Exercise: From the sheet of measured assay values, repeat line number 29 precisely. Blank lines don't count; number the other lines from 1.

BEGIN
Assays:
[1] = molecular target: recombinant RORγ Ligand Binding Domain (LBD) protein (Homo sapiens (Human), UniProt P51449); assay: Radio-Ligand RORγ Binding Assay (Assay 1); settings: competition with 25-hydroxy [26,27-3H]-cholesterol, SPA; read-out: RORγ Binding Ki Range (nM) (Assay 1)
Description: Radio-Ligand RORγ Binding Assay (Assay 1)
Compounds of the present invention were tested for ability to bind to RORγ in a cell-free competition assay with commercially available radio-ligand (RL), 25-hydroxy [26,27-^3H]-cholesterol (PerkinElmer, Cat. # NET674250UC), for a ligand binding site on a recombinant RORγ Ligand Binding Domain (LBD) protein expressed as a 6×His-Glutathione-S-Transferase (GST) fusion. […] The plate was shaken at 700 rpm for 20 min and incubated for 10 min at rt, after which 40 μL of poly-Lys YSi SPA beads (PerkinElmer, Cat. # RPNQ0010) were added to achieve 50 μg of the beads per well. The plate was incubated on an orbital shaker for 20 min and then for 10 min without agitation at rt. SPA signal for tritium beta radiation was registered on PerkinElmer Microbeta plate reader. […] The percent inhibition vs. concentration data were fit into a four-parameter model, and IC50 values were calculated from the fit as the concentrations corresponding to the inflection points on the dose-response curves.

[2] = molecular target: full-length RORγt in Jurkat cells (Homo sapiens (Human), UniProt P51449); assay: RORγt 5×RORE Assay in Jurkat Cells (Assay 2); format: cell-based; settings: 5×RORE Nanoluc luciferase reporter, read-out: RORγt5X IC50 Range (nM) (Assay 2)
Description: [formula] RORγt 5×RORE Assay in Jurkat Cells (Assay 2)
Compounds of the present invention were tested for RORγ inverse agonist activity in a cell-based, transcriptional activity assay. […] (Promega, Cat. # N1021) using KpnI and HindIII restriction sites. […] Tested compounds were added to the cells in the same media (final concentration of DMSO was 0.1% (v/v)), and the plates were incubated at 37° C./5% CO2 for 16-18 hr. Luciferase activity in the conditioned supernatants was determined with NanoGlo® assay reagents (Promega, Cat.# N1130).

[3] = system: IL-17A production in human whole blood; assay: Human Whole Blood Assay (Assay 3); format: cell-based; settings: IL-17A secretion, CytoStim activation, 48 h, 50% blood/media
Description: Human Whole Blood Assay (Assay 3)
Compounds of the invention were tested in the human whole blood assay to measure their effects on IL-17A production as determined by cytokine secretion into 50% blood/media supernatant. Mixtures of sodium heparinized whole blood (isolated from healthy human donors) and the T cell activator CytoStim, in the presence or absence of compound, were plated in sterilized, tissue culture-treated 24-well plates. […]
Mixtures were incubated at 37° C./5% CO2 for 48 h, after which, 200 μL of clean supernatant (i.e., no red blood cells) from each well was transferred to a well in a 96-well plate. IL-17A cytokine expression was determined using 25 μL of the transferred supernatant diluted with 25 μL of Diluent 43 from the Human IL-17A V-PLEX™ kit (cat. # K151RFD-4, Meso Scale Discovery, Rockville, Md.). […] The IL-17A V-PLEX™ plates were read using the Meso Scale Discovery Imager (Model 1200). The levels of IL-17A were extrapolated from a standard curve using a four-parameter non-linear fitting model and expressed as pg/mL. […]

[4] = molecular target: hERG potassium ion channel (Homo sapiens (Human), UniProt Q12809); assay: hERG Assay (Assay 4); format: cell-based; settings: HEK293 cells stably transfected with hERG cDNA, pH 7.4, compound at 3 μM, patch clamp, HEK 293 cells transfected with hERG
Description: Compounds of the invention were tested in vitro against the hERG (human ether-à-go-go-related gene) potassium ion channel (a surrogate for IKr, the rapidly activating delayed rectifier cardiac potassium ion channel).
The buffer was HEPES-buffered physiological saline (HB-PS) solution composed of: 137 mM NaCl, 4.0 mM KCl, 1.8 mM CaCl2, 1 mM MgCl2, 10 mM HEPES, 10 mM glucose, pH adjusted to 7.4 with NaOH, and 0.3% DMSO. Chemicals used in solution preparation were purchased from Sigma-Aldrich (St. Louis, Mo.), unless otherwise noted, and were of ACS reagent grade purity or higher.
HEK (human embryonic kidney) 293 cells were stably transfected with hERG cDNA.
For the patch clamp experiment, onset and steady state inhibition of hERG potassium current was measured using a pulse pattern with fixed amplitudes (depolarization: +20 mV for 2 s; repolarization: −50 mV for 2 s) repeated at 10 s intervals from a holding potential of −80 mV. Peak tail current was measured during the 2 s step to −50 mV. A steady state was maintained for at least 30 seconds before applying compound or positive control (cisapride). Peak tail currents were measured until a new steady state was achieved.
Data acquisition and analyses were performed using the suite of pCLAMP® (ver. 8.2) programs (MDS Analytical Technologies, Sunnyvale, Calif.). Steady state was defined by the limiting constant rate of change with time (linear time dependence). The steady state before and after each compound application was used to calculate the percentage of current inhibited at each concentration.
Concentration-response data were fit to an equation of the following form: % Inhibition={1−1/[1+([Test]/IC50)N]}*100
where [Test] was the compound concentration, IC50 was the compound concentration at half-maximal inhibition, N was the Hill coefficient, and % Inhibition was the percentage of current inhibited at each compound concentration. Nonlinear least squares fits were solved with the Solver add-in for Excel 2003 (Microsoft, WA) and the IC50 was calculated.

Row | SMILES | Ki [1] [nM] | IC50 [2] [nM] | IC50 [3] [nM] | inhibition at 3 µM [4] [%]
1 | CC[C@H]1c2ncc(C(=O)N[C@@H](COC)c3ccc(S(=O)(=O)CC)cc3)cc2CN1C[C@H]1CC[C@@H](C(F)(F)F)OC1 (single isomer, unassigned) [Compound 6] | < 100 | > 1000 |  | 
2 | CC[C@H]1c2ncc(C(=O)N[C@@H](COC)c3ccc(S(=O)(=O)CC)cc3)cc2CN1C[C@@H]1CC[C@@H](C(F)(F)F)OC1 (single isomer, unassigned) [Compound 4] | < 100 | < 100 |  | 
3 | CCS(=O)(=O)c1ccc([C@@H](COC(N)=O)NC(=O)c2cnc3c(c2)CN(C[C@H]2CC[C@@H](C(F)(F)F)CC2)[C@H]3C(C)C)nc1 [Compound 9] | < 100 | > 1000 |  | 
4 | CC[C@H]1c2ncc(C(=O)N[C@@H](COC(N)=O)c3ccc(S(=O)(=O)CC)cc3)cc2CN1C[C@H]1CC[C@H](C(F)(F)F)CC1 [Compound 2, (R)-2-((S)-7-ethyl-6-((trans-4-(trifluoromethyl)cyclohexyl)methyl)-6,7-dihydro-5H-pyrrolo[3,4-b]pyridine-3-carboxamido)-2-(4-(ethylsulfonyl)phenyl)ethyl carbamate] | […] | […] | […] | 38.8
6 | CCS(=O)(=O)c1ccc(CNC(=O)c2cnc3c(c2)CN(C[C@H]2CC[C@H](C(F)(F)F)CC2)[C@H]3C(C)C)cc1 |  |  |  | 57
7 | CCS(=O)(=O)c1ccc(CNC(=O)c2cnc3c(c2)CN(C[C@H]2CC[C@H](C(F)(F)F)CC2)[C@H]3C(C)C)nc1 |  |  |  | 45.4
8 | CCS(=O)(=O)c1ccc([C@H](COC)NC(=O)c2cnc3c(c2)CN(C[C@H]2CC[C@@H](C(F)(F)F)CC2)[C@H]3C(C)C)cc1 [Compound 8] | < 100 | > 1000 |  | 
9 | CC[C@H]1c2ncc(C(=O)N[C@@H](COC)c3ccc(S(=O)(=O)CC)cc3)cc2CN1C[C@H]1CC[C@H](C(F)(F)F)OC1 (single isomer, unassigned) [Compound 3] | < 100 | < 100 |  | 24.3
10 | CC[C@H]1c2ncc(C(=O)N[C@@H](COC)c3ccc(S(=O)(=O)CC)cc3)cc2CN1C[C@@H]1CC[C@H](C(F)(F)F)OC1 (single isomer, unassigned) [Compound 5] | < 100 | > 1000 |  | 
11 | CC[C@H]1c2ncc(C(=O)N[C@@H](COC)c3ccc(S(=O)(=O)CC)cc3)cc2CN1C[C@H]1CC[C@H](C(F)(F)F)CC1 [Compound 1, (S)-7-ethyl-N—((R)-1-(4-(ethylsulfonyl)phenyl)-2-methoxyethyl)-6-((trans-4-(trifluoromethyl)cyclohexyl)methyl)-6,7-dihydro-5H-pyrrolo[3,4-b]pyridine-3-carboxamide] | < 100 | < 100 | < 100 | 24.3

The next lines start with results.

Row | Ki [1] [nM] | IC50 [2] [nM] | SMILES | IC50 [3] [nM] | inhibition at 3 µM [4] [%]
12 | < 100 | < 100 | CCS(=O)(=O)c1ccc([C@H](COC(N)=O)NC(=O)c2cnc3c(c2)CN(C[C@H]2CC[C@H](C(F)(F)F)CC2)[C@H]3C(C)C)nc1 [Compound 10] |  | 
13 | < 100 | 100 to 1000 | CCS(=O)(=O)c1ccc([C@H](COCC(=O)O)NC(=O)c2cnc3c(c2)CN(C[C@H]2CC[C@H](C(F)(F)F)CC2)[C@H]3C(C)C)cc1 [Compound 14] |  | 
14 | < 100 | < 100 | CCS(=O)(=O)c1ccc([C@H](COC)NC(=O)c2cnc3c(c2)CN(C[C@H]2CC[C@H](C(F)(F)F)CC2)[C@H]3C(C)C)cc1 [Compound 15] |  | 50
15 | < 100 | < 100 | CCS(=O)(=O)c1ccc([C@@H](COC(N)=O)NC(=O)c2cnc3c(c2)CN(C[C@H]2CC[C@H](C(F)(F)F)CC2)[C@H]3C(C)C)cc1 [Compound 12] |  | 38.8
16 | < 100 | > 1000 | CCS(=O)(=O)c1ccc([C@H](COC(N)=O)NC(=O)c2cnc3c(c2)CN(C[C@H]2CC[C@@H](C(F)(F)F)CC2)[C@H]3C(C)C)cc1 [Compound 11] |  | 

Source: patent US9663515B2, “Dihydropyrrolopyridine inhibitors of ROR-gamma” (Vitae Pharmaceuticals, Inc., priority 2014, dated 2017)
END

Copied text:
10 | CC[C@H]1c2ncc(C(=O)N[C@@H](COC)c3ccc(S(=O)(=O)CC)cc3)cc2CN1C[C@@H]1CC[C@H](C(F)(F)F)OC1 (single isomer, unassigned) [Compound 5] | < 100 | > 1000 |  | 